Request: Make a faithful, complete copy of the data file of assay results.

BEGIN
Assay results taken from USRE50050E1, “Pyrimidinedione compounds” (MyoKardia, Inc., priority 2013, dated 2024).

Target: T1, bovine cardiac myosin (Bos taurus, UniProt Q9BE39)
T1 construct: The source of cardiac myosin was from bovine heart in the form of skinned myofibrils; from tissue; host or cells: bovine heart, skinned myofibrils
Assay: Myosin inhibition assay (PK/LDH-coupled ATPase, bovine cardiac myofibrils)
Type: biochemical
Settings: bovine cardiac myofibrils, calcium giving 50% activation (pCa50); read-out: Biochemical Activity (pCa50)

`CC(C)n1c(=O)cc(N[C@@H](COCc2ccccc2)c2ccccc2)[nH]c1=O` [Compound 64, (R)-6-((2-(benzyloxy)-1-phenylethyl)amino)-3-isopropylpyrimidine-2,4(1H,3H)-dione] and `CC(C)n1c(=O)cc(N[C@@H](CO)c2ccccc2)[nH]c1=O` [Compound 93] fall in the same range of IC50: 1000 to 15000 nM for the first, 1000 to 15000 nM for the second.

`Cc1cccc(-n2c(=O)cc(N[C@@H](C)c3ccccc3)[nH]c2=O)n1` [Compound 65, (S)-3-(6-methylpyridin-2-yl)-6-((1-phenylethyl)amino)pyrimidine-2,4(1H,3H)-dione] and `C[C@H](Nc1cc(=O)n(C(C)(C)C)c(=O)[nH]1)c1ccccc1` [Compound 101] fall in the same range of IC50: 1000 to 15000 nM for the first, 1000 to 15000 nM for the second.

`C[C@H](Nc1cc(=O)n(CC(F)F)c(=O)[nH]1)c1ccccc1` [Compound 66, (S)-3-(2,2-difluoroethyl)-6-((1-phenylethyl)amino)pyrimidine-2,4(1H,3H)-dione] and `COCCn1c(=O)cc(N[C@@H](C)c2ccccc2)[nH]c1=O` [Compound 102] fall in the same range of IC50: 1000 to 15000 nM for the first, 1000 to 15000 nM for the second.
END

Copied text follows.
Assay results taken from USRE50050E1, “Pyrimidinedione compounds” (MyoKardia, Inc., priority 2013, dated 2024).

Target: T1, bovine cardiac myosin (Bos taurus, UniProt Q9BE39)
T1 construct: The source of cardiac myosin was from bovine heart in the form of skinned myofibrils; from tissue; host or cells: bovine heart, skinned myofibrils
Assay: Myosin inhibition assay (PK/LDH-coupled ATPase, bovine cardiac myofibrils)
Type: biochemical
Settings: bovine cardiac myofibrils, calcium giving 50% activation (pCa50); read-out: Biochemical Activity (pCa50)

`CC(C)n1c(=O)cc(N[C@@H](COCc2ccccc2)c2ccccc2)[nH]c1=O` [Compound 64, (R)-6-((2-(benzyloxy)-1-phenylethyl)amino)-3-isopropylpyrimidine-2,4(1H,3H)-dione] and `CC(C)n1c(=O)cc(N[C@@H](CO)c2ccccc2)[nH]c1=O` [Compound 93] fall in the same range of IC50: 1000 to 15000 nM for the first, 1000 to 15000 nM for the second.

`Cc1cccc(-n2c(=O)cc(N[C@@H](C)c3ccccc3)[nH]c2=O)n1` [Compound 65, (S)-3-(6-methylpyridin-2-yl)-6-((1-phenylethyl)amino)pyrimidine-2,4(1H,3H)-dione] and `C[C@H](Nc1cc(=O)n(C(C)(C)C)c(=O)[nH]1)c1ccccc1` [Compound 101] fall in the same range of IC50: 1000 to 15000 nM for the first, 1000 to 15000 nM for the second.

`C[C@H](Nc1cc(=O)n(CC(F)F)c(=O)[nH]1)c1ccccc1` [Compound 66, (S)-3-(2,2-difluoroethyl)-6-((1-phenylethyl)amino)pyrimidine-2,4(1H,3H)-dione] and `COCCn1c(=O)cc(N[C@@H](C)c2ccccc2)[nH]c1=O` [Compound 102] fall in the same range of IC50: 1000 to 15000 nM for the first, 1000 to 15000 nM for the second.